heres what i ended up with.
i was balancing this setup with my favorite blue vase and accidently broke it. i caught this red one before it hit the floor. now the red ones my favorite, LOL. im having a ball painting glass here lately. you'll be seeing lots of it coming up.
Red Glass and Orange- 4x4 oil on canvasboard
Available- $29 plus $5 shipping
Wow! Your so sharp Mike, try not to cut yourself. The only thing you have left to do is adjust the exposure and color match the painting to the monitor. When it looks on the screen the way it looks to your eye in front of you, your done. Bravo!
what can i do to the exposure? do you think its not contrasty enough or too much? helppppp.
the orange doesnt look as orange in the picture as it does on the painting. i tried tweaking it some with the photo software. at least its not off color-wise AND fuzzy. thanks for everything alice.
It is too bright at the moment so you painting looks washed out a little or overexposed. So I would adjust that a little first and then make more contrast. When you adjust color for digital photos the only one that I change is the "color temperature" I almost always move that bar to the right.
Color Temperature Right
see what you think.
also photgraphing canvas is much more difficult than a smooth surface like gessobord or masonite.
I'd like you to photograph this same piece in indirect sunlight and adjust the brightness. contrast and color temperature as well in the same directions. Look at them both side by side and compare for yourself which you prefer.
Your doing a great job!
You really got the glaze on that ceramic vase so right.
And it sounds like you're getting excellent advice here from Alice.
You might try something that I've found works well to eliminate glare either from the paint or a flash.
I'll shoot outside in northern light around 10 or 11 AM and lay the canvas on the floor. Then I shoot it from directly overhead.
It works well if you're in a hurry and don't want to fuss too much with setup.
My 2 cents.
How about painting the broken blue vase?
Now, Alice seems like she knows more than me, but I'll throw this out there.
I shoot most of my pieces with the painting flat on the ground looking down on them and in direct sun. I find I get the best color that way. If I shoot in shadow or indirect light it is too cool and I need to adjust too much.
The only thing I usually need to adjust are levels in photoshop to make it just a little darker. Or less brightness. The color is usually right on and I get the texture of the paint strokes better than the shade shots.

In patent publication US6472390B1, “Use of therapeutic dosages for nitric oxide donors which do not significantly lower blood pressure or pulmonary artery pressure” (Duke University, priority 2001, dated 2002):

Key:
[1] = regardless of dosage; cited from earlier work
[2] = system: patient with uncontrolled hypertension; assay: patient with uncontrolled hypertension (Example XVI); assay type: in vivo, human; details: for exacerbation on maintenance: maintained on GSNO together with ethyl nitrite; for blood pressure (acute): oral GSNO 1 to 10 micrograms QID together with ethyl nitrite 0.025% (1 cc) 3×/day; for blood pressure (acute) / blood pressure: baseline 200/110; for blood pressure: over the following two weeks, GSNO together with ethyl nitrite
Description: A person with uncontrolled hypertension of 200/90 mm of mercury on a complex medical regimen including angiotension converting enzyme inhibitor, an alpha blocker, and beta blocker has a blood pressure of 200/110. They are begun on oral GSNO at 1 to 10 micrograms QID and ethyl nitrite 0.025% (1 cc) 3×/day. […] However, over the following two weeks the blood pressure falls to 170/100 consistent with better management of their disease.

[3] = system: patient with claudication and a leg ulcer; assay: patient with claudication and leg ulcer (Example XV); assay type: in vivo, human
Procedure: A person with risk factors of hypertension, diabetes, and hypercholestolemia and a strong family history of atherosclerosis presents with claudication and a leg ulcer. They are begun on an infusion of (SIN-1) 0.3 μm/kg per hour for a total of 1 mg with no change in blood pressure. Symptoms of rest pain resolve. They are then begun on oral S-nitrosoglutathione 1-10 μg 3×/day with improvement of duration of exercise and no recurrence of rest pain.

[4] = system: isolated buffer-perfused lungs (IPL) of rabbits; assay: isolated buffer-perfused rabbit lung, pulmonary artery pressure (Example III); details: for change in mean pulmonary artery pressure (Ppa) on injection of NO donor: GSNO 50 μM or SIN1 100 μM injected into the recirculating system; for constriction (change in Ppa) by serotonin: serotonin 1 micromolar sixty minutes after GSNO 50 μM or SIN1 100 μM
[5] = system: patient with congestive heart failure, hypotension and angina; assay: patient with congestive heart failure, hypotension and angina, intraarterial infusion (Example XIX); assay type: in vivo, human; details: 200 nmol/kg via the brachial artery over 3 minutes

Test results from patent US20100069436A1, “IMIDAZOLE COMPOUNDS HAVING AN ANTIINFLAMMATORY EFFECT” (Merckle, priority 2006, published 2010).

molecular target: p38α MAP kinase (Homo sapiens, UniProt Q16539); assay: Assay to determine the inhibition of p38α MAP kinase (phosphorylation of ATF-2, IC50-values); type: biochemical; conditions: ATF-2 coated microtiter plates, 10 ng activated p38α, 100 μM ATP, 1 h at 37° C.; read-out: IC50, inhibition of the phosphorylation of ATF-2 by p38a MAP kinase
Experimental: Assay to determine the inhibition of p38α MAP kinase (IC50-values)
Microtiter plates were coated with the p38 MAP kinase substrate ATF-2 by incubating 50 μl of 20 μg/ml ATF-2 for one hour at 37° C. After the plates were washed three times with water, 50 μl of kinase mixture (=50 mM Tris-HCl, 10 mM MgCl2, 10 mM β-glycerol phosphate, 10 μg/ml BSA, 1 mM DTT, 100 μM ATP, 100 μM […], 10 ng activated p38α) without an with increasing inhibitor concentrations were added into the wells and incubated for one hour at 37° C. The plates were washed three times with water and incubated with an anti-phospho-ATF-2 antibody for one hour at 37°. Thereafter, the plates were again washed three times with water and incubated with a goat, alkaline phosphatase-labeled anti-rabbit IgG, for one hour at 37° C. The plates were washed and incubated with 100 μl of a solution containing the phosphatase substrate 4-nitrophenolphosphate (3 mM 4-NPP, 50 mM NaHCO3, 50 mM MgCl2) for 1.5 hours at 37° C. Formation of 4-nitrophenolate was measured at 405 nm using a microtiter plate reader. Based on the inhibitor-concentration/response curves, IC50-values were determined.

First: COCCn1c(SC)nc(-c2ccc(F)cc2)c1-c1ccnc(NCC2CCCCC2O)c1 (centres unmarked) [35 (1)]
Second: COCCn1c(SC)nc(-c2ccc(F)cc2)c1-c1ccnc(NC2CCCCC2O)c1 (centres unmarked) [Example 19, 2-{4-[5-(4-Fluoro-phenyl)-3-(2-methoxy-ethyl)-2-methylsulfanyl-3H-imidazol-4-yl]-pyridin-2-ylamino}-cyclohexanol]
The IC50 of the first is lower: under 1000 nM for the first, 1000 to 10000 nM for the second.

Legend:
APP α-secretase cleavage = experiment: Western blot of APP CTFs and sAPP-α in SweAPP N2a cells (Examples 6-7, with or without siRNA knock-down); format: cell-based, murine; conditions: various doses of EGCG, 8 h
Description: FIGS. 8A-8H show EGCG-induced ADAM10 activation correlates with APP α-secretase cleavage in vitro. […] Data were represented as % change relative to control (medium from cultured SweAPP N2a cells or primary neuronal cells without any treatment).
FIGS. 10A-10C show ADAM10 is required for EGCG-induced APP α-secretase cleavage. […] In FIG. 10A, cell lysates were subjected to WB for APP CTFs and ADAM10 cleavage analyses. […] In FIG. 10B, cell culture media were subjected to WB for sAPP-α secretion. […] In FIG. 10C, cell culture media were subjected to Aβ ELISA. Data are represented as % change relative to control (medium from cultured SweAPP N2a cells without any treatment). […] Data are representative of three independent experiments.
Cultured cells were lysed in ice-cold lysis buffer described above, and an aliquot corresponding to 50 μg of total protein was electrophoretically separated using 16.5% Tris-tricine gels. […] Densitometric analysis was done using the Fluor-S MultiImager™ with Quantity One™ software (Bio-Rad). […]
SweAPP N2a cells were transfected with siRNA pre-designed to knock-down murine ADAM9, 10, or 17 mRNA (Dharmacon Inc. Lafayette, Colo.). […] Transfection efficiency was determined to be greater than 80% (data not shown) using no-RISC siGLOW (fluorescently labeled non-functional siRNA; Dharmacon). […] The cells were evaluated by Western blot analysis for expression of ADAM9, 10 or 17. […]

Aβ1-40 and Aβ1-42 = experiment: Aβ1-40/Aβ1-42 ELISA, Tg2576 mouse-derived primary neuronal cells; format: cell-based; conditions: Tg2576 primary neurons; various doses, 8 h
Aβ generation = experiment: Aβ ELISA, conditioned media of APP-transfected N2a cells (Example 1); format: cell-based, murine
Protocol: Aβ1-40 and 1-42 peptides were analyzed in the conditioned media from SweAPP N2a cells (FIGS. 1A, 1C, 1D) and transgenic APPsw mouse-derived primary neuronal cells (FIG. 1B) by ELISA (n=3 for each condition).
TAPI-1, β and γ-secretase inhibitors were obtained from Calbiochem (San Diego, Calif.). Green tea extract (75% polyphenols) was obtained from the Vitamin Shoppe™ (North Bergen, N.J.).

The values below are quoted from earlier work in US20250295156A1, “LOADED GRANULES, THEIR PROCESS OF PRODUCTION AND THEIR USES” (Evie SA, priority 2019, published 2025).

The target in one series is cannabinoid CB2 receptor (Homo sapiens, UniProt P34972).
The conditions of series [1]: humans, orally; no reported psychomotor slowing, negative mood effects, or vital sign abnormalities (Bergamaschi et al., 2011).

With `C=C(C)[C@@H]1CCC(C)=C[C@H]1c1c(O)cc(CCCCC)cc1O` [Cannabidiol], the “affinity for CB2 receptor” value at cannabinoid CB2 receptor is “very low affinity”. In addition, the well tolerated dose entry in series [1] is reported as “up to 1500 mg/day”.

Now getting it to look good once you upload a photo to blogger is another story. My stuff that looks right on in photoshop ALWAYS looks dull and washed out once I upload it to blogger, so I need two files. I save the original the way I like it then make the one I'll upload a little darker and more saturated than I think it needs to be. That usually helps. Once I upload I check it in preview. Sometimes I need to do it again because it still stinks.
hey, you stole one of my tags. LOL
bonnieluria, thank you for your 2 cents! I like the early morning light too... except in the shade ; )
Frank, I don't more than you.
I struggle with taking a good photo, so I understand Mike's plight. All helpful suggestions are appreciated.
Mike, I also lay my artwork flat when I photograph if they are small. Wish I did have a nice camera, tripod and photo easel thingamajig like the pro's... that would be cool.
alice and frank-
thanks you guys. all these tips are really helpful and will make my pics better for sure. using the macro feature (didnt even know what it was!) has stopped the fuzzy 4x4 paintings.
i've made photo tents like the pros use, shot inside, outside, sun, shadow, you name it. i guess we've all struggled with the photography side of this biz. but think of this... how many photographers can paint as well as we do? anything to make myself feel better about myself! LOL
thanks to you all again
the vase was really trashed when it broke. i hate that too because i loved painting that thing. it had twists in it that went diagonally the was the sweetest ultramarine blue you ever saw.
you ever do still lifes? havent seen any ever from you. do you just paint in from your plein air stuff in the studio when its raining or cold?
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